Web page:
The Ship Captain


While wandering the French Quarter during

Mardi Gras I was a stake in the heart Dixie.

Colored beads like hailstones peppered me,

and there were drunk revelers sporting masks.


I became overwhelmed by claustrophobia,

so leaving those revelers to their fine insanity

down to the mighty Mississippi I made haste

and listened to the paddle wheeler’s steam hiss.


At river’s edge I peered down like Narcissus

to view my image in its immaculate reflection.

But much too murky was the brown river,

perhaps poisonous as is the vaunted Ganges.


I stood tiptoe like an elaborate ballet dancer

upon that muddy shore, perfectly balanced,

then spun at such speed my head soon dizzied

and my skin evolved to a faint powder blue.


A lion’s roar came bursting from the sky

and a herd of wild jackals raced past me.

Twin jets streaked in the sky overhead

as a three-headed serpent slithered nearby.


Heaven hath not host haughty as the mermaid

journeying upstream from the Gulf of Mexico.

Bouncy and brisk, she skimmed the wide river

atop a crimson tortoise with diamond eyes.


Fifty buglers appeared in phalanx on the jetty

playing “Taps.” I recognized them from a dream.

They were demigods bent on my total destruction

that I dismissed with a flick of my powerful wrist.


I remained focused on an itsy bitsy daffodil

that stood alone on a hillock signaling winter.

There where thousands of sinners’ woebegone

souls were stored I tumbled into a vacuum.


Doubters, haunters, snake oil agents, devils

and radiant angels swirled in circles, and then

marched in front of me on a pearl strand

before they slipped into oblivion one by one.

When the North Star exploded, plumes of laughter

shed tough love all over New Orleans. Thousands

of revelers froze in the moment like Pompeiians

and I ground my teeth as I witnessed this ordeal.


Gaia paid that catastrophe no mind. She waded

at the mouth of the thick river while mocking

worthless wisdom I’d gained throughout my life,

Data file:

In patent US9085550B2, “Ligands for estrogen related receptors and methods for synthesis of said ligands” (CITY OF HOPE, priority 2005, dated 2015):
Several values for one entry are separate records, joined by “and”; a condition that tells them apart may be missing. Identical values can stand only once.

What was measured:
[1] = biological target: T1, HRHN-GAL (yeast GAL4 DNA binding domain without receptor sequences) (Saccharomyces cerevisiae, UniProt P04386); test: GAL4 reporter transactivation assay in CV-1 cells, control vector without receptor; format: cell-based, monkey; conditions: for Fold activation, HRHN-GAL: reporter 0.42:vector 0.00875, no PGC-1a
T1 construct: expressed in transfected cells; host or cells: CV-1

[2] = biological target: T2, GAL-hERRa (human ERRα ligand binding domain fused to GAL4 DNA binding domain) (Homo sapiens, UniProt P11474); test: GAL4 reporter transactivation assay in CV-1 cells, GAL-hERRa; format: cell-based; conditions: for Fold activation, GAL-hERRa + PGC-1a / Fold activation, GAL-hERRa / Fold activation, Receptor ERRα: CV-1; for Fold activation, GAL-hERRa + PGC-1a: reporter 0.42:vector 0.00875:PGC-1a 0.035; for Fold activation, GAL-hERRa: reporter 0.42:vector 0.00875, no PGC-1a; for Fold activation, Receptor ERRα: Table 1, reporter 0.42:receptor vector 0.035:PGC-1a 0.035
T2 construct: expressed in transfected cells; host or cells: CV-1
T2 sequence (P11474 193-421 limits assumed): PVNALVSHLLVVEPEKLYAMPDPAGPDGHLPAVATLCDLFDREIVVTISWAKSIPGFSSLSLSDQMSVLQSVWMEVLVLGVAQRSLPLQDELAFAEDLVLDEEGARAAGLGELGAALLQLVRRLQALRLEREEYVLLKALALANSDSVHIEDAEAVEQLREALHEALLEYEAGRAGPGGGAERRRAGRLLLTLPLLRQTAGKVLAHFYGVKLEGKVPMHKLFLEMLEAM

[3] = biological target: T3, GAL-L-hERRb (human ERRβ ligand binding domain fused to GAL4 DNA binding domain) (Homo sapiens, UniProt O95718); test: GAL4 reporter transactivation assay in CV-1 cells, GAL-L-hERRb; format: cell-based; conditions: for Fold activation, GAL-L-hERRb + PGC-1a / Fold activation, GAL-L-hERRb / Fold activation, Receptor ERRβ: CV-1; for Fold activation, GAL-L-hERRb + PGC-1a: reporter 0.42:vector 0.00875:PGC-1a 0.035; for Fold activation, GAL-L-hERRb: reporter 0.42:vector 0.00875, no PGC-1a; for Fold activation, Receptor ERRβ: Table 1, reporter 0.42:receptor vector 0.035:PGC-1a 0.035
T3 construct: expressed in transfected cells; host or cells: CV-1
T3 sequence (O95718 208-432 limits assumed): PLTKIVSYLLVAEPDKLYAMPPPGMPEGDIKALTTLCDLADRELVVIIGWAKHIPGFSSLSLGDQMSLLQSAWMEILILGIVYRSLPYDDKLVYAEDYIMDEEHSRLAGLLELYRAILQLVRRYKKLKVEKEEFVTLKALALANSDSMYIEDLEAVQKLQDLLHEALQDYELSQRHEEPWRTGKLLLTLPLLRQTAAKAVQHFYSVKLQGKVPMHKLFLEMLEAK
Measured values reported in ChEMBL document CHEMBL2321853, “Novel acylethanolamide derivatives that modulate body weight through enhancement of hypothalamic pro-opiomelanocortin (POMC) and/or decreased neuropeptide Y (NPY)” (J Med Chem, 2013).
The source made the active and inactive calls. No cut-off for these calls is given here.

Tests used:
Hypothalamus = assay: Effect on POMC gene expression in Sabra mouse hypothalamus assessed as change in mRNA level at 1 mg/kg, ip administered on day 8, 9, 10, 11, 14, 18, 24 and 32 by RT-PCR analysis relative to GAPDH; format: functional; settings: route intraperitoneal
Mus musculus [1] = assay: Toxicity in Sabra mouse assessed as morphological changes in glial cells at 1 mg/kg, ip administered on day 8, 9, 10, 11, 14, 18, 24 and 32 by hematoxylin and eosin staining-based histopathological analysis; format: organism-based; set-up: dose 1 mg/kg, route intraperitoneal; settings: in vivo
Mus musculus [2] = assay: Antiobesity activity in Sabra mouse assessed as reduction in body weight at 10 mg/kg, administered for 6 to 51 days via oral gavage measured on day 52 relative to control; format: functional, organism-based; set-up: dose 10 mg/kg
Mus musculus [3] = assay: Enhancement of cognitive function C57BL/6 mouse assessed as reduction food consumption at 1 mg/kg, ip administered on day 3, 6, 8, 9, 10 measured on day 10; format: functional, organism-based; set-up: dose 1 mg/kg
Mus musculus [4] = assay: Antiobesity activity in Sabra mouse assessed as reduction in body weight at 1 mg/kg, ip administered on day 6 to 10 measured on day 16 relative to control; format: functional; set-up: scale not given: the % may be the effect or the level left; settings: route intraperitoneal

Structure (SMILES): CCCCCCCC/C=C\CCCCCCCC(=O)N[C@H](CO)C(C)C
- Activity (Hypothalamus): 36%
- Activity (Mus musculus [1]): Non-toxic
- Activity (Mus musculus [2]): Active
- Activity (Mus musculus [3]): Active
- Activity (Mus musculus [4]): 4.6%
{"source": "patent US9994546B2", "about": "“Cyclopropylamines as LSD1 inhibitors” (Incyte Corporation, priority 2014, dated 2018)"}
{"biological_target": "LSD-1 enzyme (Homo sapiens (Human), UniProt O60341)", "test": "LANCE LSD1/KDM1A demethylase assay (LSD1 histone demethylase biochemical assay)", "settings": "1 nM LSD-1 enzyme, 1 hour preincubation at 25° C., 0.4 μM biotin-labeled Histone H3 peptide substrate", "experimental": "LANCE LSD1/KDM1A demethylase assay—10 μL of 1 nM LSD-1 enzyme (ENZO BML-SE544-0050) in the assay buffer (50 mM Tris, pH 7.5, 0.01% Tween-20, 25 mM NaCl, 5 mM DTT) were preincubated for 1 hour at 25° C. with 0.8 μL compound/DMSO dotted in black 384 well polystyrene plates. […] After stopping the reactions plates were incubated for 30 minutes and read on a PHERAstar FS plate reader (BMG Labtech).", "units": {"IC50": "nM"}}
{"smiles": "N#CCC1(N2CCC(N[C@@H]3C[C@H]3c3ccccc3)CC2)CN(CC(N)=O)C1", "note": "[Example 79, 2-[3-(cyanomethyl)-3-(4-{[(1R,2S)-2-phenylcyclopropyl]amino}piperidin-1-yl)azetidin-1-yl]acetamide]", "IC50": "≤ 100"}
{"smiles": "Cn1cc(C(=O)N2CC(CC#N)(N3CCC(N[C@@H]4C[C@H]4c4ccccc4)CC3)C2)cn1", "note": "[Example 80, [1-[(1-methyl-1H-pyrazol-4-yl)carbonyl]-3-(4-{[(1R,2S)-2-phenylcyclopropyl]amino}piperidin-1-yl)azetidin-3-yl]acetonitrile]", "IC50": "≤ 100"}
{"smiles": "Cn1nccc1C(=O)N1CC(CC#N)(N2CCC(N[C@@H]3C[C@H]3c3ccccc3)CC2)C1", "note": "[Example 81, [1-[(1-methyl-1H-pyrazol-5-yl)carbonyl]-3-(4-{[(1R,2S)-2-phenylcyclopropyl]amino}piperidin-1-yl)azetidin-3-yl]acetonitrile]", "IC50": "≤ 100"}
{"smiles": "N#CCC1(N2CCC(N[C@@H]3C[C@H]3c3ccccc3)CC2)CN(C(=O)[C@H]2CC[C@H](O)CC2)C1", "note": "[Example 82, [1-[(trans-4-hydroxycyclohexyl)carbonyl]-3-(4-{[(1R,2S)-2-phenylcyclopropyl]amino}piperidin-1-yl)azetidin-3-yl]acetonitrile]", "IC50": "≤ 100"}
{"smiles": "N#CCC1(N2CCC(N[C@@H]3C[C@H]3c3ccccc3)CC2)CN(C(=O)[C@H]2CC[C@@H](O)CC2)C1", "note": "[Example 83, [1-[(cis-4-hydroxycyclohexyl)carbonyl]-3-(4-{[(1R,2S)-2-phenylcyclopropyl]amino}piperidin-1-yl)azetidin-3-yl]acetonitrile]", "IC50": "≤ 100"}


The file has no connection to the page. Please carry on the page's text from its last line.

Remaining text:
then was flown away in the arms of Mercury.


A chubby Confucian sprawled across a lotus

spanned the horizon as I boiled in a cauldron

of whale blubber, howled many a dead lexicon,

and sobbed over crimes yet to be committed.


Then this hulking protean Goliath bumbled from

his slumbering galactic closet. Acute elephantiasis

slowed him. Nevertheless he gulped whole galaxies

in his quest to incorporate new stomping grounds.


Virgins in luminous chemise gowns flowed

from planets all over the known universe.

The magic carpets they rode enflamed

by the inferno that engulfed ancient Rome.


Pantagruel spit upon Arthur’s Excalibur

which he considered too dull to fell forests

that he must so humanity may surge ahead,

while Guinevere painted lips expecting Allah.


Persephone, her necklace sapphire-studded,

eclipsed amethyst suns. Meanwhile emerald

moons remained stuck in interstellar inertia,

but I found this only moderately disturbing.


William Blake whispered to me that they

thought him a nut for believing his visions

while iron pyrite bolts shot from my pinkie,

pyrite that turned to liquid gold as it flashed.


I looked out through the hole in my mind

to check in on New Orleans, and found

the Mardi Gras queen had been crowned,

and thus my pain considerably lessened.



Tartantula, that savage king of Cossacks,

harried his clan across drenched Steppes

and over frigid snowed-in Urals to catch

my impregnable wave and ride it on home.


The Grim Reaper in his infinite mercy

decided not to lop off my head. Instead

he sewed me into his bicep so that stride

for stride I would chronicle his gallantry.


I figured I would probably die sometime, and so

thought it best to simply dissolve and dissipate.

But I held off because there existed no God

sufficient to soak up all the gasses I’d let off.


As an alternative I shrank into a cotton ball,

and hovered there awaiting the boll weevil.

The boll weevil never came, but eventually

I was trampled by a rampaging blue centaur.


Like a man whose black pillows are soaked

with ruby sweat and stinky sea slime, I fell

prey to overwhelming cowardice that stalls

feeble men negotiating Manhattan’s catwalks.


Cowardice is a destructive force, a favorite

weapon of Father Time, whose patrimony

I’ll never elude, and always tremble

at the very thought of his imperious pride.


If only I could live by the sword but not die

by it, able to process fire as food and become

my own renewable resource with no need for

defense, I’d be captain of my very own ship.



About the Poet

Thomas Piekarski is a former editor of the California State Poetry Quarterly and Pushcart Prize nominee. His poetry and interviews have appeared in literary journals internationally, including Nimrod, Florida English Journal, Cream City Review, Mandala Journal, Poetry Salzburg, Poetry Quarterly, Pennsylvania Literary Journal, and Boston Poetry Magazine. He has published a travel book, Best Choices In Northern California, and Time Lines, a book of poems.